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Spock's Beard - V CD (album) cover


Spock's Beard


Symphonic Prog

4.17 | 895 ratings

From, the ultimate progressive rock music website

4 stars The best Morse-era SB, despite some failures.

V is the best of the Morse-era SB albums. Really this should not be the case. It suffers from the same problem as Day for Night: too many less-than-musical pieces - and even worse, is saturated with preaching by Neil Morse who had by this time really found religion and wanted to sing about it. But despite all this (or perhaps partly because of the latter) some of the music here is really excellent. But again, this is a polarized album. The song that many think is the best on the album, and the one that represents this album in their greatest hits collection "The First Twenty Years" - the opening track "At the End of the Day" - is for me the worst track on the album. Again, like Day for Night, it ticks all the boxes for what a good progressive rock song should be. But it is (at least for me) just not at all musical. I have tried and tried. It doesn't flow. It contains really un-musical melodies and chord changes, and just seems forced and concocted, obtuse for the sake of obtuse at the sacrifice of real music (and please remember, I am a huge Crimson, Henry Cow, Soft Machine, and Zappa fan, so I usually like obtuse). But thankfully there are some really great tracks on this album which raise it up high. I actually think that this album contains the two best-ever Morse-era SB songs: "Thoughts, part II" and "Revelation", despite the fact that both were written by Morse and related to his religious conversion. "Thoughts part II" is not only musical, the lyrics speak about someone who is contemplating discussing important (to them) issues with a loved one who they know will just not understand. While for Morse such issues were (likely) religious in nature, the way the song is written it could refer to anything, and I think we all have had those same experiences/thoughts/feelings when trying to discus personal matters with others. It really hits home as authentic, and the music is perfect for the song. "Revelation" is of course even more directly related to Morse's religiosity, which would normally turn me off, but this song is just SO musical. It works amazingly well, and thankfully on this album Morse is talking about himself and not seemingly telling others what to think (so the lyrics are, for me, tolerable). The third, and final, track that I really like on this album is the extended 27-min epic "The Great Nothing". Here Morse seems more subdued and ambiguous with his lyrics and singing, which is nice, given so many of the other tracks on this album are just too preachy for me. This epic is great music. Together, "Thoughts II", "Revelation" and "Great Nothing" make up 60 percent of this album, and are such strong tracks they help raise this album up into the 4-star realm, even though the other tracks are weaker. I give this album 8.0 out of 10, which translates in my 10-point scale to 4 PA stars.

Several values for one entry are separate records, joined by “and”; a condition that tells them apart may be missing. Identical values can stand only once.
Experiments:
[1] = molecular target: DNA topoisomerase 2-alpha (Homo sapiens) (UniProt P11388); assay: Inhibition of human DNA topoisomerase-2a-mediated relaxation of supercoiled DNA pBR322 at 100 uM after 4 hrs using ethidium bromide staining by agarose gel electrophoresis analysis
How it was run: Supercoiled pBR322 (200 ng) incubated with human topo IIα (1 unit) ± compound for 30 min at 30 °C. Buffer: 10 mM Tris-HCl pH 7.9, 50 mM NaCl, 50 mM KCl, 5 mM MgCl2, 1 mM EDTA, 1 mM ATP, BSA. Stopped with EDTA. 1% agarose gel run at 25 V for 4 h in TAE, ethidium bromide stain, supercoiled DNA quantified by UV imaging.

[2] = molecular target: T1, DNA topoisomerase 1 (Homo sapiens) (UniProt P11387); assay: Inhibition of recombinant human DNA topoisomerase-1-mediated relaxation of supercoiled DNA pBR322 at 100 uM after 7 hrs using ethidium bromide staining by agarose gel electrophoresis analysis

Walkscore | 4/5 |


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